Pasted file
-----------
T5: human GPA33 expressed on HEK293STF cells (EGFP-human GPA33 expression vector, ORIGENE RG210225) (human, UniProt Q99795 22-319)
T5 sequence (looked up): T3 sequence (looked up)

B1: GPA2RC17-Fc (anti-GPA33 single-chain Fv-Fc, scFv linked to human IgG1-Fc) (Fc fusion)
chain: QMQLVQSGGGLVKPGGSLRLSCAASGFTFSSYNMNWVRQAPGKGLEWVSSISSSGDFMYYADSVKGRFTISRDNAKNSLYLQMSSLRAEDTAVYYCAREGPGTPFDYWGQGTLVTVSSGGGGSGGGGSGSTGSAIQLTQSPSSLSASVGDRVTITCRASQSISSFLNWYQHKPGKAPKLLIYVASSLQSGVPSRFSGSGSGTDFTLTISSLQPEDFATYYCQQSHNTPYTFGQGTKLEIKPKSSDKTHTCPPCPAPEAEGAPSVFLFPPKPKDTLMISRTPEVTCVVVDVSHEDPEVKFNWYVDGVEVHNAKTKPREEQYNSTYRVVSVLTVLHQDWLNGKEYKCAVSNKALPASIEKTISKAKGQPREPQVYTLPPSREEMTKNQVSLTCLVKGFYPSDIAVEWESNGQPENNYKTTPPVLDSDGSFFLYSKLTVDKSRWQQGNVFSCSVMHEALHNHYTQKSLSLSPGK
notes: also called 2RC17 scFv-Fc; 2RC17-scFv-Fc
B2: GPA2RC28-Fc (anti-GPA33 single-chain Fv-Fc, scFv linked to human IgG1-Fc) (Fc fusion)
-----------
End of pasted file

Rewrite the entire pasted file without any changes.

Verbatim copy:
T5: human GPA33 expressed on HEK293STF cells (EGFP-human GPA33 expression vector, ORIGENE RG210225) (human, UniProt Q99795 22-319)
T5 sequence (looked up): T3 sequence (looked up)

B1: GPA2RC17-Fc (anti-GPA33 single-chain Fv-Fc, scFv linked to human IgG1-Fc) (Fc fusion)
chain: QMQLVQSGGGLVKPGGSLRLSCAASGFTFSSYNMNWVRQAPGKGLEWVSSISSSGDFMYYADSVKGRFTISRDNAKNSLYLQMSSLRAEDTAVYYCAREGPGTPFDYWGQGTLVTVSSGGGGSGGGGSGSTGSAIQLTQSPSSLSASVGDRVTITCRASQSISSFLNWYQHKPGKAPKLLIYVASSLQSGVPSRFSGSGSGTDFTLTISSLQPEDFATYYCQQSHNTPYTFGQGTKLEIKPKSSDKTHTCPPCPAPEAEGAPSVFLFPPKPKDTLMISRTPEVTCVVVDVSHEDPEVKFNWYVDGVEVHNAKTKPREEQYNSTYRVVSVLTVLHQDWLNGKEYKCAVSNKALPASIEKTISKAKGQPREPQVYTLPPSREEMTKNQVSLTCLVKGFYPSDIAVEWESNGQPENNYKTTPPVLDSDGSFFLYSKLTVDKSRWQQGNVFSCSVMHEALHNHYTQKSLSLSPGK
notes: also called 2RC17 scFv-Fc; 2RC17-scFv-Fc
B2: GPA2RC28-Fc (anti-GPA33 single-chain Fv-Fc, scFv linked to human IgG1-Fc) (Fc fusion)